Where is SaaS heading in 2016? While there’s no app, platform, or data crunch that can give us a totally accurate read on the next twelve months, we’ve got the next best thing: sharp insights from some of the most respected minds in the industry. When it comes to trends, it’s better to join them, then beat them (and not the other way around), so listen up and let the trendsetting begin.
The Practical: You Suspected It Was Going to Happen--And It Definitely Is
When you see a trend headed your way like a runaway train, it’s time to step off the tracks or hop on board. The internet is a-buzz with conversation about automation, mobile, and changing labor laws, all of which collide head-on with SaaS. Early in the year though it may be, it’s never too soon to start prepping for the changes ahead.
Rising minimum wages means an increase in automation across enterprises.
Hiring expenses are a major pain point for businesses large and small, which leaves one viable alternative for companies looking to tighten their belts: subscribe, don’t hire. SaaS companies providing viable alternatives to excess headcount will be very busy keeping up with demand in 2016. Like the self checkouts at grocery stores that we’ve all loathed and loved, SaaS that allows one employee to do the job of several will be widely embraced, especially by small businesses.
One of the best ways to hire better, whether full-time or contract, is automating your interview process and candidate funneling through inbound hiring. Checkout Vervoe.com to learn about a more powerful hiring process that can reduce the entire hiring process down to only 4 days.
Mobile isn’t going anywhere.
The gold rush that is mobile shows no sign of stopping--but the most successful companies are learning how to stake their claim before somebody jumps it. Per Medium, the most successful SaaS companies cater to:
- Enterprises where the workforce doesn’t orbit the headquarters (think retail)
- Productivity tools
Mobile-first companies that compete in neither of these categories have traditionally struggled, but the times, they are a-changing. Apps like WhatsApp and Hipchat have morphed into full-fledged platforms, giving them a powerful advantage in their arena.
IT departments will undergo a reboot.
Remember when it used to take an in-house team of ten to solve the tech conundrum du jour? In a matter of months, you might not. According to Sonian, there are well over a thousand SaaS applications that can all be handled without having to ring the IT office downstairs. While IT isn’t going away any time soon, it is becoming leaner and more efficiency focused.
The Probable: Get Ready, Folks--It’s Coming Our Way
It’s hard to be a mover and shaker in the SaaS world without causing a little commotion in your commercial sphere. If these companies are any indication of what’s to come, exciting changes are ahead. Whether it’s how we view our relationship with customers (not to mention their data) or how the small guys are starting to respond to industry giants, there will be no resting on your laurels in 2016.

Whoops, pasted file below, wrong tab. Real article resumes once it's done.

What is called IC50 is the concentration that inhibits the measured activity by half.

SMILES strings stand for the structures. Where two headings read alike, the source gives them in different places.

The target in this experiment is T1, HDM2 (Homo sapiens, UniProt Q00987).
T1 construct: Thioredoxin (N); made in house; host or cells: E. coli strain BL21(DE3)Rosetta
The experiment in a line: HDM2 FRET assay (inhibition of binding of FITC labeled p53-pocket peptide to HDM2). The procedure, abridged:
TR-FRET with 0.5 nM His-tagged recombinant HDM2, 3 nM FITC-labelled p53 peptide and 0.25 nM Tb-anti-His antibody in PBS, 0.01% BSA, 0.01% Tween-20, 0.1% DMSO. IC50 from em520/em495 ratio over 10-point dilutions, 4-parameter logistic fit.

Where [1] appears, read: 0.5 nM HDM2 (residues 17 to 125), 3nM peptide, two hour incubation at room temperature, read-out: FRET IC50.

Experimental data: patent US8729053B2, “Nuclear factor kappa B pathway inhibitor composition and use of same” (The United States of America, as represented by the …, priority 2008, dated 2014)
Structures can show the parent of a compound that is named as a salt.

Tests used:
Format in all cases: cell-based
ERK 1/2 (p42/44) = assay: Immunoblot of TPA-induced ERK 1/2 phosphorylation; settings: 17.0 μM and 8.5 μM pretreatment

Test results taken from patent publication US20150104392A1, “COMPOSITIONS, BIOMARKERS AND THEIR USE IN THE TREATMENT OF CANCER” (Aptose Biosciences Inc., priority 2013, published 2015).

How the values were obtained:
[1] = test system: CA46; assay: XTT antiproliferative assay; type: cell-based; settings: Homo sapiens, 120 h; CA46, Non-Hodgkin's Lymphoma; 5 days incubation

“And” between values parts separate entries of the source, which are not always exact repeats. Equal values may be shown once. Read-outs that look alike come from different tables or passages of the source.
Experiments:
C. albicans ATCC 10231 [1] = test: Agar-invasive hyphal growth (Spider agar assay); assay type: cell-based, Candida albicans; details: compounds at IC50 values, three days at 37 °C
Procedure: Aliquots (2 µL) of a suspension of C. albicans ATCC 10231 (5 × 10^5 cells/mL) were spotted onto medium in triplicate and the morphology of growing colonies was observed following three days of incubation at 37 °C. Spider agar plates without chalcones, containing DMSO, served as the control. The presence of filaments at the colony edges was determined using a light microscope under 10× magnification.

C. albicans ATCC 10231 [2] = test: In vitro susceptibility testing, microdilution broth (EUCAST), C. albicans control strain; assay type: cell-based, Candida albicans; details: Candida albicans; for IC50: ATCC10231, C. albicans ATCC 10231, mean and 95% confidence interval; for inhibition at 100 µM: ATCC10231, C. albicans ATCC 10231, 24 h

“Unbundled” products will sweep business from under the feet of traditional sales models.
When more becomes too much, the bottom line starts to sag. That’s why innovative SaaS companies like Clearbit are empowering customers to cherry-pick only what they need--and charging them accordingly. As the demand for solo products and add-ons increases, SaaS companies will have to adapt, or suffer the consequences.
Major SaaS successes will be displaced by small, hyper-specific ones.
Similar to the unbundling trend, SaaS products for ultra-niche businesses are growing (think Storemapper, for example), skirting competition with monoliths by tailoring their product to their customers’ exact needs. These “micro businesses” run lean and mean, flying under the radar and, when done well, turn an impressive profit.
Customer success will replace customer education.
Those with purchasing power don’t need convincing that SaaS is preferable to the alternative--so how do you market your product to an educated consumer base that already knows your features and selling points? All indicators point towards “customer success”--moving past awareness into the retention phase of the sales cycle--as the new sales weapon of choice.
The Prescient: Why Think About 2016 When You Should Be Thinking About 2026?
In tech, we constantly strive against a “faster horses” mentality, which is why it’s imperative to look at trends that will likely extend well beyond this year. (Maybe even this decade.) We might not know exactly what the future of SaaS holds, but we have a feeling it may look something like this.
Intuitive design will be crucially important.
In our increasingly app-driven world, there is little more important than the accessibility, utility, and intuitiveness of our products. SaaS is making its way well past corporate enterprises, right into the hands of a wealth of small and mid-sized business owners. Outstanding UI and UX design is more than a competitive edge--it’s a necessity.
SaaS companies must continue to disrupt, or die.
Let’s face it: the competition out there is tough. The good news is that forward-thinking and the ability to disrupt will always topple the big guys. If your business name isn’t the industry standard in your category, either invent a new category--or aim to solve the problems your customer base isn’t yet aware of.
Human connections will always trump internet connections.
As Business News Daily aptly observes, there is simply no business value greater than the human and emotive connections formed between company and consumer. The “human factor” is going to weigh heavily on tech businesses in 2016 with no signs of receding in the years to come. As SaaS works to make enterprises more efficient, safer, and more powerful, it’s the people behind the platform who are a company’s most important investment.
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